Take the 2-minute tour ×
Sound Design Stack Exchange is a question and answer site for sound engineers, producers, editors, and enthusiasts. It's 100% free, no registration required.

Where can I find good before and after sound samples for learning eqing, compression, mixing or even mastering?

Would be great if there are detailed explanations to each mixing action.

share|improve this question
1  
This will actually be much more suited to our sister site, Audio and Video Production. I'll migrate it over. –  Rory Alsop Sep 9 '13 at 9:13
add comment

migrated from avp.stackexchange.com Jan 27 at 14:58

This question came from our site for engineers, producers, editors, and enthusiasts spanning the fields of video, and media creation.

2 Answers

up vote 2 down vote accepted

You can make your own. Take any single professionally recorded audio source you can find and mess with the EQ at random. This will be your "bad" and the actual recording will be your "good". EQing is really something you are best to learn by feel. Get some good audio tracks that are just an instrument or just a vocal or just speaking. If they are well done, they should sound pretty good to you. Then start adjusting the EQ and listen to how it distorts the sound.

The process for setting EQs is basically just the same thing in reverse. We start with a sound that doesn't sound quite right and apply the same amount of adjustment, but in the opposite direction. The exact amounts things are off are the result of the pickup pattern of the mic, the sound of the source and the environment the source is in. Some amount of artistic correction for what sounds "good" may also be factored in based on the sound of the source to emphasize certain parts of the sound.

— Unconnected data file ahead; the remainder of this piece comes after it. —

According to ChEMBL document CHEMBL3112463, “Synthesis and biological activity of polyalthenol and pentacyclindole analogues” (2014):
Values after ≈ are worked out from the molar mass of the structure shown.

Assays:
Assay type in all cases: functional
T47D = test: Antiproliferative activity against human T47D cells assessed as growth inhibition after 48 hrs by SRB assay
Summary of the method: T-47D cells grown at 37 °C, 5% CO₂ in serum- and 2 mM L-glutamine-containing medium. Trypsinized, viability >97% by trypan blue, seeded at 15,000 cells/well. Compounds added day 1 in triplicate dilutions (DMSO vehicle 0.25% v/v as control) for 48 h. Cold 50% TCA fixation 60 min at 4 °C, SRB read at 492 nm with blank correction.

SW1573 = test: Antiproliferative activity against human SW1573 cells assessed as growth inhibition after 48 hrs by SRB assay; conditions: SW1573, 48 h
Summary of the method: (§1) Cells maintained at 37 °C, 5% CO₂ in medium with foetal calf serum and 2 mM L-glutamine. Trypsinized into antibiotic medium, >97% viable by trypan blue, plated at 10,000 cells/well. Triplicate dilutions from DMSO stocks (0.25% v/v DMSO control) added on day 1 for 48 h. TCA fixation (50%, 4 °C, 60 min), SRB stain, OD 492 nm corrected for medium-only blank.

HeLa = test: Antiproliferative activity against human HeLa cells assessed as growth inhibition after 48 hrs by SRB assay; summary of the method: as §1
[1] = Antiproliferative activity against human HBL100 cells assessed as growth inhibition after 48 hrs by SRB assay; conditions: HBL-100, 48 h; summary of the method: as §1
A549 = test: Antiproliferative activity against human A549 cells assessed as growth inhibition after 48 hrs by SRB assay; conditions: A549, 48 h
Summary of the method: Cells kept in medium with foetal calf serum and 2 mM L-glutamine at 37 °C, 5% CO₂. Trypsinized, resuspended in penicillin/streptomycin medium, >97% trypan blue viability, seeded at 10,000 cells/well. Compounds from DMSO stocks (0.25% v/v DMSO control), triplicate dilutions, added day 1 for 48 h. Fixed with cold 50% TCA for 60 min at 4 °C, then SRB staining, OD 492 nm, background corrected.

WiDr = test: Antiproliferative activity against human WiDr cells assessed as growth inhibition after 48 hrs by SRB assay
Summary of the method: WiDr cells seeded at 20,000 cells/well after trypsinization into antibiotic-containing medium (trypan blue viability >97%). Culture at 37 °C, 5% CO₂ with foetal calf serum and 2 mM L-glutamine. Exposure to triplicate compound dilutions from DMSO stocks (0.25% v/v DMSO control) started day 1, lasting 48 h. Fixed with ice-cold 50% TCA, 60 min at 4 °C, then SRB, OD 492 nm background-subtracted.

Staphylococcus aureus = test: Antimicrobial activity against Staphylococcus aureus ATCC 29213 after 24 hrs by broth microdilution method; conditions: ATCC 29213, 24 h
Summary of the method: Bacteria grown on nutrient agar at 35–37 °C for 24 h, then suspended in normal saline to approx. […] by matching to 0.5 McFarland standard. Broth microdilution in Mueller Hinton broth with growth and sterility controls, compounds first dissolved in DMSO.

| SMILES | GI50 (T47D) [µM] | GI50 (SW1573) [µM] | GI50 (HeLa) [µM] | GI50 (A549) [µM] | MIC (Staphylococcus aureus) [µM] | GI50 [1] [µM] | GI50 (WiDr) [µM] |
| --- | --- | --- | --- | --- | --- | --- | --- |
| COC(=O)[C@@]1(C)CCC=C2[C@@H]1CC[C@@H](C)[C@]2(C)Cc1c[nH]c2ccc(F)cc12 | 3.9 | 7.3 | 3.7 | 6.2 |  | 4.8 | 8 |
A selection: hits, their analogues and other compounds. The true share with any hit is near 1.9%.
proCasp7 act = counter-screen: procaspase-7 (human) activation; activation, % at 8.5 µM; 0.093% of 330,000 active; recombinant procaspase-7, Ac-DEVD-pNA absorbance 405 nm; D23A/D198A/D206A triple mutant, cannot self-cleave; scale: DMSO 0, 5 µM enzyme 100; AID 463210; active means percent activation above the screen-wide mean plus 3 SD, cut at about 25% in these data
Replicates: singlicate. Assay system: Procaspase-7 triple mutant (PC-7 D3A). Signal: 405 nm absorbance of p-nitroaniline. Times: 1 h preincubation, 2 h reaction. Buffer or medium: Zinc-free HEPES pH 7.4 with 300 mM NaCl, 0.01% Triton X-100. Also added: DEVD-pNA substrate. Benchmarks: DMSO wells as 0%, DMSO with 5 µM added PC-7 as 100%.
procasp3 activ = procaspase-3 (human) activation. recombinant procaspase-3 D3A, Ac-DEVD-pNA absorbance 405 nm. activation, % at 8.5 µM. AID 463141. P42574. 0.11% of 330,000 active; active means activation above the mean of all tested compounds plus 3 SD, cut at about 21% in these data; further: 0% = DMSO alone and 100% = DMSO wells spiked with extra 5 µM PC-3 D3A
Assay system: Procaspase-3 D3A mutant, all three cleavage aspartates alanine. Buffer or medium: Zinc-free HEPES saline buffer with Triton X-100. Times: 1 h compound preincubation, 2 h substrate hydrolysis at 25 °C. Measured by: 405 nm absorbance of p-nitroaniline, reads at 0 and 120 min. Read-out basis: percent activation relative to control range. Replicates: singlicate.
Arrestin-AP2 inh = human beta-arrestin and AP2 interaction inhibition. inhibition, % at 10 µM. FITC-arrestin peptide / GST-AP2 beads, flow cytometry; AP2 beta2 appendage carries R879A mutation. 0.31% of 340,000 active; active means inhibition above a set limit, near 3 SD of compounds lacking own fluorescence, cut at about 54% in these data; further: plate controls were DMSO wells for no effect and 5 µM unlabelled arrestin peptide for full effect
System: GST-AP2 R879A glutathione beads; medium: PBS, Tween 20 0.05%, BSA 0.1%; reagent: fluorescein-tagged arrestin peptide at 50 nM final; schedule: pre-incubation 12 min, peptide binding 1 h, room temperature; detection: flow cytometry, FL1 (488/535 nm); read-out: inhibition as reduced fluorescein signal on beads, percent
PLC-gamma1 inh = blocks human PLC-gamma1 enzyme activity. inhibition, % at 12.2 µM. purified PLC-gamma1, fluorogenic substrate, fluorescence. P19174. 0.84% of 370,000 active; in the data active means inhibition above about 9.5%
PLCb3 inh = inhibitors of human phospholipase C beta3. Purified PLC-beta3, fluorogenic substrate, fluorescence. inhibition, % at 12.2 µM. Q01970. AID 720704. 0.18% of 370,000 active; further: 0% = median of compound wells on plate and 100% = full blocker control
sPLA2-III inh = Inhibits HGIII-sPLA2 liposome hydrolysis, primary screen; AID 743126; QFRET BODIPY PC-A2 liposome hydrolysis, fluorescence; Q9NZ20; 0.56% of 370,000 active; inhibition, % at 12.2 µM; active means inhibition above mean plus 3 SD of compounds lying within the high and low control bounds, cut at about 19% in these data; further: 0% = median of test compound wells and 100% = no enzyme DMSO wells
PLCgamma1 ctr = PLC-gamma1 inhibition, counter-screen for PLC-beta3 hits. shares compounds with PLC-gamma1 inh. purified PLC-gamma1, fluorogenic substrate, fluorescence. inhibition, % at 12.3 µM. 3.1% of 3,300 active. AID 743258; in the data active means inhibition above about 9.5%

If you want to be able to practice, simply export the audio after applying some alterations to the EQ, then open up a new project and try to get it back to close to the original by adjusting the EQ yourself by ear.

share|improve this answer
    
i started yesterday to analyse acapella tracks. see which effects are applyied and see the stereo games the play. still it would be nice to have a before after step by step guide on a professional level –  baj Sep 9 '13 at 23:34
    
@baj - There isn't really a step by step for EQs though. It's listening and adjusting accordingly. Subtract as often as you can, only add when absolutely necessary, start by learning frequencies, then work in q factors (width). EQs are entirely done by ear. There is no particular order or method to it other than listening and adjusting. –  AJ Henderson Sep 10 '13 at 5:01
add comment

There are a ton of great instructional videos on YouTube!

http://www.youtube.com/results?search_query=into+the+lair

http://www.youtube.com/user/danielwaves

Go forth!

share|improve this answer
add comment

Your Answer

 
discard

By posting your answer, you agree to the privacy policy and terms of service.